I could not believe that Elaheh could come all this way on foot. Her shoes were full of mud. Team members brought water and food for her. Elaheh sat down and stretched her feet and massaged them. Poor girl had suffered a lot. As of first sight, I noticed her dry lips and understood that she has been thirsty for a long time, but I really did not think that she could walk for around ten hours to get here.

This road would take one and a half hour by car and in normal situation.

Elaheh and I went to the soldier who had brought her there. Elaheh introduced us to each other. I thanked him for accompanying Elaheh to get there. He said: “She is like my sister. I haven’t done anything special. She did not need my company much since a person who comes here in this situation in order to do a service, is a brave woman.”

The soldier did not look at us when he was talking. He was shy to look at our faces. Thanks God that Elaheh had found a good companion. In the way, when the temperature had dropped, the soldier had taken off his coat and given it to Elaheh to wear[1].

As of next day, Elaheh and I went to Taleghani hospital to help. In the evenings, when we were returning from hospital, we stood in Abadan airport square with our faces towards Khorramshahr and watched the sunset. This sunset seemed even sadder from behind the poles which were installed for the flags at the entrance door of the airport. From behind the poles, Khorramshahr and sun, seemed like prisoners. Sometimes Elaheh and I stood for one hour and watched.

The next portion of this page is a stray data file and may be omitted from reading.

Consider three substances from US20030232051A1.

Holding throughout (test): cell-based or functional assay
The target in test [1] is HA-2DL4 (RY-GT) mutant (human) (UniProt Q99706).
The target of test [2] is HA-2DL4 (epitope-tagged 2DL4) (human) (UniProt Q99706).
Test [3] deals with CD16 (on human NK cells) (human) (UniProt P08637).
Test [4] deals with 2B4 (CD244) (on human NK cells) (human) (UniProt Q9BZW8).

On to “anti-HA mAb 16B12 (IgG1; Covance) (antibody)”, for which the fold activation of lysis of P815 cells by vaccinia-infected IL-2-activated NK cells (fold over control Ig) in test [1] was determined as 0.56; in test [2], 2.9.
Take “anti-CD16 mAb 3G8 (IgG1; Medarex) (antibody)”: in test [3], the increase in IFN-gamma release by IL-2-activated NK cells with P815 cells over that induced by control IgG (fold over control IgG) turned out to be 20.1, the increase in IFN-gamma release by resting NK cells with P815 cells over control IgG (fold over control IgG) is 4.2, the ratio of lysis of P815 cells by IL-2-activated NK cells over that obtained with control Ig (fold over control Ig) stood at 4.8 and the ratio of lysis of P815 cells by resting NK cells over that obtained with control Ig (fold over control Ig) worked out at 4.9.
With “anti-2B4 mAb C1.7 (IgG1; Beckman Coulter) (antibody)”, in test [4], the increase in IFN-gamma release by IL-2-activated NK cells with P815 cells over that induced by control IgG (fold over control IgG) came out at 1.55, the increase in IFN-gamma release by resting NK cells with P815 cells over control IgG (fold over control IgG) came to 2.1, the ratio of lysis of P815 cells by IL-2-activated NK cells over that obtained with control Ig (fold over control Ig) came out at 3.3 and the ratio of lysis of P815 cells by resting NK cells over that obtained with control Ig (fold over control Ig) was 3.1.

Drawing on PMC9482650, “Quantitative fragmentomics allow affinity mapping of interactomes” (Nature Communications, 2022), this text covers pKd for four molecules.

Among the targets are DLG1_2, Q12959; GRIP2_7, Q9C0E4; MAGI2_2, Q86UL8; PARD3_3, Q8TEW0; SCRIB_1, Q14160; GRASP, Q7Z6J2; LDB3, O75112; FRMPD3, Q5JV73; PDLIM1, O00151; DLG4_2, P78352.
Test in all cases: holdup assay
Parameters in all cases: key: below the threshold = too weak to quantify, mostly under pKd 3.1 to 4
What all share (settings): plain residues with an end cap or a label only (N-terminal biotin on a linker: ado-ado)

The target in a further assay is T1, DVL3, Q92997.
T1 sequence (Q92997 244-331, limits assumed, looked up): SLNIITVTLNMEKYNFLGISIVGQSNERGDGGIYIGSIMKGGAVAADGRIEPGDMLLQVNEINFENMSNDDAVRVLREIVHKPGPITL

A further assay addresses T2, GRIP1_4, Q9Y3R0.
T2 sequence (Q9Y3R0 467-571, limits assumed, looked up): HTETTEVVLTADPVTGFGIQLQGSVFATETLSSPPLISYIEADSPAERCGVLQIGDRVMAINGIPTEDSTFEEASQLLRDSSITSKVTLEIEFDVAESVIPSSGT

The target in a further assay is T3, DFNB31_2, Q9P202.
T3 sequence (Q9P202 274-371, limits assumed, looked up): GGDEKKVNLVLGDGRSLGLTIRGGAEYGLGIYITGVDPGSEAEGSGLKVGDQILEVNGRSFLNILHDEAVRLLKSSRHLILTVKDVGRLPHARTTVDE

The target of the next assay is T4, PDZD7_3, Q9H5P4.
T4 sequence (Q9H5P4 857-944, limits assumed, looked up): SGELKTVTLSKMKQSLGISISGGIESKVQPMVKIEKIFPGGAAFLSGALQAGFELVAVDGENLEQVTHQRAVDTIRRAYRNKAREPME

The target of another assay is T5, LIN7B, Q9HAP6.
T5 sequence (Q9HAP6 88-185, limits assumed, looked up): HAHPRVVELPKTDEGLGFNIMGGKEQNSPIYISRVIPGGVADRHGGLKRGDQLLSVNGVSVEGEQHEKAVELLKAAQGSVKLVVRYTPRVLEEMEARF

Many thoughts came to my mind. I didn’t know what future had for Khorramshahr and its people. At that instance the grudge I had from Bani Sadr, came into my mind and my tears dropped. His betrayal had pushed us to that point. I had no greed and hatred towards anybody to that moment. All these harms came from him and his betrayal. I was sad. I was hopeless to know that such a person was supposed to be besides Imam and follow Islamic Revolution Policies. I felt a heavy feeling of sadness in my chest. We were having bad days. All those other team members felt the same way. This was Elaheh and mine routine after Elaheh came; going to hospital and watching sunset in the evening.

One of those days, when I went to visit my father in Oil Company hospital, we noticed that he has been transferred to a hospital in Shiraz for treatment.


To be continued …


[1] The soldier who took the Elaheh to the hotel was from Tehran; Polite and cheerful young man. When they arrived, the Caravanserai hotel stayed there with Mr. Hashemi's people. A few days later, when one night and the lights went off with a number of others in a jeep going to one of the city lines, their car collapsed and he was martyred on the spot.